html {
    background: url(bg.jpg) no-repeat center center fixed;
    -webkit-background-size: cover;
    -moz-background-size: cover;
    -o-background-size: cover;
    background-size: cover;
}

Here ‘cover’ is the keyword from CSS3 specification which commands that background image is scaled proportionally covering the entire browser window.

Responsive Background-Images

A neat trick to make it possible for background-images to ‘fluidly’ resize keeping the same aspect ratio and without leaving space below or chopping off the image. The smart move is to set the height to 0 and work out the height depending on the aspect ratio of the image itself and use padding-bottom to reveal the image instead.

.background {
    display: block;
    height: 0;
    padding-bottom: 80%;
    background: url(images/image.jpg) no-repeat;
    background-size: 100%;
    text-indent: -9999px;
}

The percentage in the padding-bottom is the aspect ratio of your image. Divide the height by the width of the image, then multiply it by 100 and you’ve got your exact percentage. If the image height is bigger then the width you’ll have a percentage >100%!

Note: I’ve done an experiment with this technique and wrote a tutorial about how to serve different responsive (and Retina-friendly) background-images with various media-queries.

Multi-columns

There is a very new set of properties which allow for multicolumn creation within an element. These are new properties so you will need to use prefixes as they do not work in all browsers without them just yet. The properties are self explanatory: column-count is the amount of columns you’d like while column-gap is the size of the gap between the columns. Of course, there are other properties but these two are enough for you to get around.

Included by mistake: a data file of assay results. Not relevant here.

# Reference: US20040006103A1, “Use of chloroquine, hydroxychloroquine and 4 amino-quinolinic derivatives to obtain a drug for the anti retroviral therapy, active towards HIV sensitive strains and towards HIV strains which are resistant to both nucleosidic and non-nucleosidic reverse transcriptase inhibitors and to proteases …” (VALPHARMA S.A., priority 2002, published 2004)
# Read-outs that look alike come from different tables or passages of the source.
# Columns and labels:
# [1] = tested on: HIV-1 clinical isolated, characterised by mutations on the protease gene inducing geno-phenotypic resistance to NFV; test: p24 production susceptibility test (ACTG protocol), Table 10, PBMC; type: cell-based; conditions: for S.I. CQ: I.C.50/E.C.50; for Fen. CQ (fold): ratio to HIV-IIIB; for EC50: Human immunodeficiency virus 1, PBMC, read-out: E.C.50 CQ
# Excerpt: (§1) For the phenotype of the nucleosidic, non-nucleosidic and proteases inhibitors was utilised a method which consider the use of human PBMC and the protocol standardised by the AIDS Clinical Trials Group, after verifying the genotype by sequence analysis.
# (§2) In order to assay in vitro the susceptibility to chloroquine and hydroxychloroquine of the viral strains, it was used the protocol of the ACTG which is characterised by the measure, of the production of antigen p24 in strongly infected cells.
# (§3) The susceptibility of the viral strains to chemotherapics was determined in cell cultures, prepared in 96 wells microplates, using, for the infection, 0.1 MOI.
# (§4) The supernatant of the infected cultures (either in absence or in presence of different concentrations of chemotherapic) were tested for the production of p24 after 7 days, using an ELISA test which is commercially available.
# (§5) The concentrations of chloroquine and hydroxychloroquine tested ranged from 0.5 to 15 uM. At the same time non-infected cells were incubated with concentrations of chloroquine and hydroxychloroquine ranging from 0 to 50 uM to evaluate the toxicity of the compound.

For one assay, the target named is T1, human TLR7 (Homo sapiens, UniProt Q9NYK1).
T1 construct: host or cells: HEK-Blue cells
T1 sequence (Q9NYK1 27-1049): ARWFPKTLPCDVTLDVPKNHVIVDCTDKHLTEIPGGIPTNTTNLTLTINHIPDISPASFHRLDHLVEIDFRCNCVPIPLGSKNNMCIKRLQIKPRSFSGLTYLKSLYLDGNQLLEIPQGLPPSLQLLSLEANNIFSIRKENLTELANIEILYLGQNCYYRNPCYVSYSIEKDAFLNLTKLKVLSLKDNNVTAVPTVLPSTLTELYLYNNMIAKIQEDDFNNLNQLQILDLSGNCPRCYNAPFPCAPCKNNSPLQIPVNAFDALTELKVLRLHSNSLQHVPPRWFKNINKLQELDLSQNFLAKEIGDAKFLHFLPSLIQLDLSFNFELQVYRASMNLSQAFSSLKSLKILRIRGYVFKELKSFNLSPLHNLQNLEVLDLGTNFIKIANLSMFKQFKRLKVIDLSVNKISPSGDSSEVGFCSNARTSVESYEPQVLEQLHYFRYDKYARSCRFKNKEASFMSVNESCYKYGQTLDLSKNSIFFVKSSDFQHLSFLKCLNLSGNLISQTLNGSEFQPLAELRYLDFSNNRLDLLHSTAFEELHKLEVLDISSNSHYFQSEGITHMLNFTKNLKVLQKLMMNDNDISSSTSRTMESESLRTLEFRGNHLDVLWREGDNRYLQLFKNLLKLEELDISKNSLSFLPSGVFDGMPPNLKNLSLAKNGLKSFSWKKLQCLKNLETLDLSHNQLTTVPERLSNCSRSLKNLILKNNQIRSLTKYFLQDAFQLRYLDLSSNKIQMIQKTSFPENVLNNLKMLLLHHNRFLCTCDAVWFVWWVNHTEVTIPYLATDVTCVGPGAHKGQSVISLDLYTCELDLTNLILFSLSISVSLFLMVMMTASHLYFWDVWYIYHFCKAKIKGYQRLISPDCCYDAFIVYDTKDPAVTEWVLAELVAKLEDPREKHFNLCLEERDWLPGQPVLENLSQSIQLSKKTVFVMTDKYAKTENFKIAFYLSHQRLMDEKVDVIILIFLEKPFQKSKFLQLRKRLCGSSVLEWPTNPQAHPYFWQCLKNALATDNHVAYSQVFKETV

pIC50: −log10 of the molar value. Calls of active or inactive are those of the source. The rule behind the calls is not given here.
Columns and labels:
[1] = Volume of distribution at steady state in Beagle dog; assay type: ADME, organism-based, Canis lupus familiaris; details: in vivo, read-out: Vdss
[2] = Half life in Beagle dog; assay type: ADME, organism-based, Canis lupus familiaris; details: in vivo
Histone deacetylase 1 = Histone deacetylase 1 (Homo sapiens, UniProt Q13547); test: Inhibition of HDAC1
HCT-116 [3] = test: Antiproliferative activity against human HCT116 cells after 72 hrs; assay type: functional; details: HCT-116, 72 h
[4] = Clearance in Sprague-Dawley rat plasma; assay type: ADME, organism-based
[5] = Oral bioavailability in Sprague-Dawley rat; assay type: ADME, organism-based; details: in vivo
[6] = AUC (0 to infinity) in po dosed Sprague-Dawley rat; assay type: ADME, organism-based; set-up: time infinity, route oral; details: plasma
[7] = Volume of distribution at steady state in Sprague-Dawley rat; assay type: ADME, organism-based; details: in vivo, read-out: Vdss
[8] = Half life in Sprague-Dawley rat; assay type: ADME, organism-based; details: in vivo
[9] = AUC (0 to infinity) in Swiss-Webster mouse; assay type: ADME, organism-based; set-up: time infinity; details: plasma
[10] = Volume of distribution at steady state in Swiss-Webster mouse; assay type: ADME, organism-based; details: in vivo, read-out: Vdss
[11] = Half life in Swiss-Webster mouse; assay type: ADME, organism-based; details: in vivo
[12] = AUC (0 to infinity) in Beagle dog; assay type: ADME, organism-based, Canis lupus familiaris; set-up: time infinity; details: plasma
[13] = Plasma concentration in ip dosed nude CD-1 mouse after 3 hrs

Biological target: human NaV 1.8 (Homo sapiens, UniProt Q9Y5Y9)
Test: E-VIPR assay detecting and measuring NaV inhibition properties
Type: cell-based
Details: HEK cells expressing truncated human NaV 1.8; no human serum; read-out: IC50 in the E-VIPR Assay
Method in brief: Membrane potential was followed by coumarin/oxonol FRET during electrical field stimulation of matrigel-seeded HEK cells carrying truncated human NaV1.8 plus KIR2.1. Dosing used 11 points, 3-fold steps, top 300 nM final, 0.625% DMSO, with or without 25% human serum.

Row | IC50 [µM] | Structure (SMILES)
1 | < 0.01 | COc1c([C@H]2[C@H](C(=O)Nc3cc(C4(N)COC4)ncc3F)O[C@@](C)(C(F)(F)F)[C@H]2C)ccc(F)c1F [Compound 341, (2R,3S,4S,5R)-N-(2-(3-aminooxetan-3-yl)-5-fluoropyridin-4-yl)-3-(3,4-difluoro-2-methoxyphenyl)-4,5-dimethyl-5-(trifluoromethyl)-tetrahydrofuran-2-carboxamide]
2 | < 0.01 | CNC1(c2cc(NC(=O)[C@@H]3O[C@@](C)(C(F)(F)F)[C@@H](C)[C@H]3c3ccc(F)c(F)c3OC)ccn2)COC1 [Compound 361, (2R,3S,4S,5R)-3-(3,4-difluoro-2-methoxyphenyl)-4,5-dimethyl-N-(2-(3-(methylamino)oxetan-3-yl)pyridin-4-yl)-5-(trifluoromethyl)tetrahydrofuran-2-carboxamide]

@media all and (min-width: 900px) {
   #example p  {
  -webkit-column-count: 3;
  -webkit-column-gap: 1%; /* Saf3, Chrome*/
  -moz-column-count: 3;   
  -moz-column-gap: 1%; /* FF3.5+ */
  column-count: 3;        
  column-gap: 1%; /* Opera 11+*/
  }
}

@media all and (max-width: 900px) and (min-width: 600px) {
#example p  {
  -webkit-column-count: 2; /* Saf3, Chrome*/
  -webkit-column-gap: 4%; /* Saf3, Chrome*/
  -moz-column-count: 2; /* FF3.5+ */
  -moz-column-gap: 4%; /* FF3.5+ */
  column-count: 2; /* Opera 11+*/
  column-gap: 4%; /* Opera 11+*/
  }
}

CSS Flexible Box Layout Module

Flexbox is a recommendation in CSS3 that enables designers to control the arrangement of elements on a page with more finesse than contemporary CSS approaches which have become common because we didn’t have a better solution.

A Flexbox layout creates a relationship between its containing element — a <div>, for example — and the items the container encompasses. At its most fundamental, Flexbox arranges items in a line that points in any cardinal direction without changing the HTML. For more (and better) information about CSS3 Flexbox, please read: Using CSS flexible boxes

/* This is only an example how this CSS property can be used in your CSS file */
aside {
background-color: orange;
order: 4;
flex: 1 ;
}
.mainContent {
background-color: white;
order: 3;
flex: 2;
}
.extraDiv {
background-color: pink;
order: 2;
flex: 1;
}

Note: this CSS property has a limited support in modern browsers, so far it only works on Chrome 21+, Firefox (Gecko) 20.0+, Opera (& Opera Mobile) 12.1+, and Blackberry 10+.

 

Author: Jan Rajtoral